The Grasshopper and the Ant

OLD VERSION

The ant works hard in the withering heat all summer long, building his house and laying up supplies for the winter. The grasshopper thinks the ant is a fool and laughs and dances and plays the summer away.. Come winter, the ant is warm and well fed. The grasshopper has no food or shelter, so he dies out in the cold.

MORAL OF THE STORY: Be responsible for yourself!

MODERN VERSION

The ant works hard in the withering heat and the rain all summer long, building his house and laying up supplies for the winter. The grasshopper thinks the ant is a fool and laughs and dances and plays the summer away. Come winter, the shivering grasshopper calls a press conference and demands to know why the ant should be allowed to be warm and well fed while he is cold and starving. CBS, NBC , PBS, CNN, and ABC show up to provide pictures of the shivering grasshopper next to a video of the ant in his comfortable home with a table filled with food.

America is stunned by the sharp contrast.

How can this be, that in a country of such wealth, this poor grasshopper is allowed to suffer so? Kermit the Frog appears on Oprah with the grasshopper and everybody cries when they sing, ‘It’s Not Easy Being Green…’

ACORN stages a demonstration in front of the ant’s house where the news stations film the group singing, “We shall overcome.” Then Rev. Jeremiah Wright has the group kneel down with Rev John Hagee to pray to God for the grasshopper’s sake.

President Obama condemns the ant and blames Tea Parties, President Reagan, Christopher Columbus, and the Pope for the grasshopper’s plight. Ex President Bush says when he was President all grasshoppers were fed, were part of the “ownership society”, and were safe from Al Queda. Both call for expansion of presidential powers because “when grasshoppers hurt, the government has to help.”

Nancy Pelosi & Harry Reid exclaim in an interview with Larry King that the ant has gotten rich off the back of the grasshopper, and both call for an immediate tax hike on the ant to make him pay his fair share. Republicans publicly condemn the tax hike, but authorize an extra $2 trillion in debt to pay for an immediate “grasshopper stimulus” before it is too late.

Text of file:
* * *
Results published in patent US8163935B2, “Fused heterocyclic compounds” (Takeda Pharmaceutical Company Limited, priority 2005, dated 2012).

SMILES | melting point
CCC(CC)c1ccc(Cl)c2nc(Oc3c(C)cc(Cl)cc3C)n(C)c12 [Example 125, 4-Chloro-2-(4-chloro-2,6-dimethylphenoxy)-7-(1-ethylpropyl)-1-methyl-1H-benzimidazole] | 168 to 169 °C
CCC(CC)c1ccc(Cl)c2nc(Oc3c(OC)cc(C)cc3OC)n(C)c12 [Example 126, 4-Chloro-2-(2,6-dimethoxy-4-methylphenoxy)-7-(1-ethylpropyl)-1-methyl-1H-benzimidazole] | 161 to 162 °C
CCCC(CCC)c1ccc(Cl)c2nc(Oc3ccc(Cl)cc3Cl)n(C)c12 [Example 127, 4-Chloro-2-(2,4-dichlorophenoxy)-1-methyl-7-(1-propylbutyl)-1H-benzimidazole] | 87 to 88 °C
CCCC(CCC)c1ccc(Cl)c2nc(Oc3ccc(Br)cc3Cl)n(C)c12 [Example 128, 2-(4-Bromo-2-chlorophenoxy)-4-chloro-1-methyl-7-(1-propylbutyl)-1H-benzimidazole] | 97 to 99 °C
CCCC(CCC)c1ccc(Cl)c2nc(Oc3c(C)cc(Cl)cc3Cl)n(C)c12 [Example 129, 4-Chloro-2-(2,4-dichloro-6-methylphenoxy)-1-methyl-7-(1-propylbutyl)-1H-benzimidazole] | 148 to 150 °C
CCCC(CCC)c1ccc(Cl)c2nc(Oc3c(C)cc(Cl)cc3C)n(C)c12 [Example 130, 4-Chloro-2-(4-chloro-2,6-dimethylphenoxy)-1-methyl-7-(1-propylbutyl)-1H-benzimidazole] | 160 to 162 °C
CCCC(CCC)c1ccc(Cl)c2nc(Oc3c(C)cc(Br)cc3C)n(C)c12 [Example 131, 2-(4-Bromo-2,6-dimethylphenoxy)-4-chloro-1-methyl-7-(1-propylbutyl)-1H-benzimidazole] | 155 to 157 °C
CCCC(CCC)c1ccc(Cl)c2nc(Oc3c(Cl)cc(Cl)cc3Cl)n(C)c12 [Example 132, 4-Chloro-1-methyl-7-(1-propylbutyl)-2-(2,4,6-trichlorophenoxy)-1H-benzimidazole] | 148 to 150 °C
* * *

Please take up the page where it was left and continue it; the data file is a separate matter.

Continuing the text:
Finally, the EEOC drafts the Economic Equity & Anti-Grasshopper Act retroactive to the beginning of the summer. The ant is fined for failing to hire a proportionate number of green bugs and, having nothing left to pay his retroactive taxes, his home is confiscated by the Government Green Czar and given to the grasshopper.

The story ends as we see the grasshopper and his free-loading friends finishing up the last bits of the ant’s food while the government house he is in, which, as you recall, just happens to be the ant’s old house, crumbles around them because the grasshopper doesn’t maintain it.

The ant has disappeared in the snow, headed for Florida, mumbling about the Constitution.

The grasshopper is found dead in a drug related incident, and the house, now abandoned, is taken over by a gang of spiders who terrorize the ramshackle, once prosperous and once peaceful, neighborhood.

MORAL OF THE STORY: Be careful how you vote in 2010.

The Best parts of America are Libertarian…

A Fine Kettle Of Federal Fish

On Feb. 9, members of the Fort Walton Beach Tea Party had an opportunity to listen firsthand to the plight of charter fisherman Capt. George Eller and how federal and state regulation threatens to ruin a large segment of what remains of Destin’s charter fishing fleet.

We responded as typical good citizens. Various proposals to fix the problem ranged from calling our federal and state representatives and urging them to support corrective legislation, to writing letters, to having face-to-face meetings with the chief Washington bureaucrat who caused this mess by issuing edicts with the power of law, a Dr. Roy Crabtree.

As useful as these steps may appear to be, they miss the point.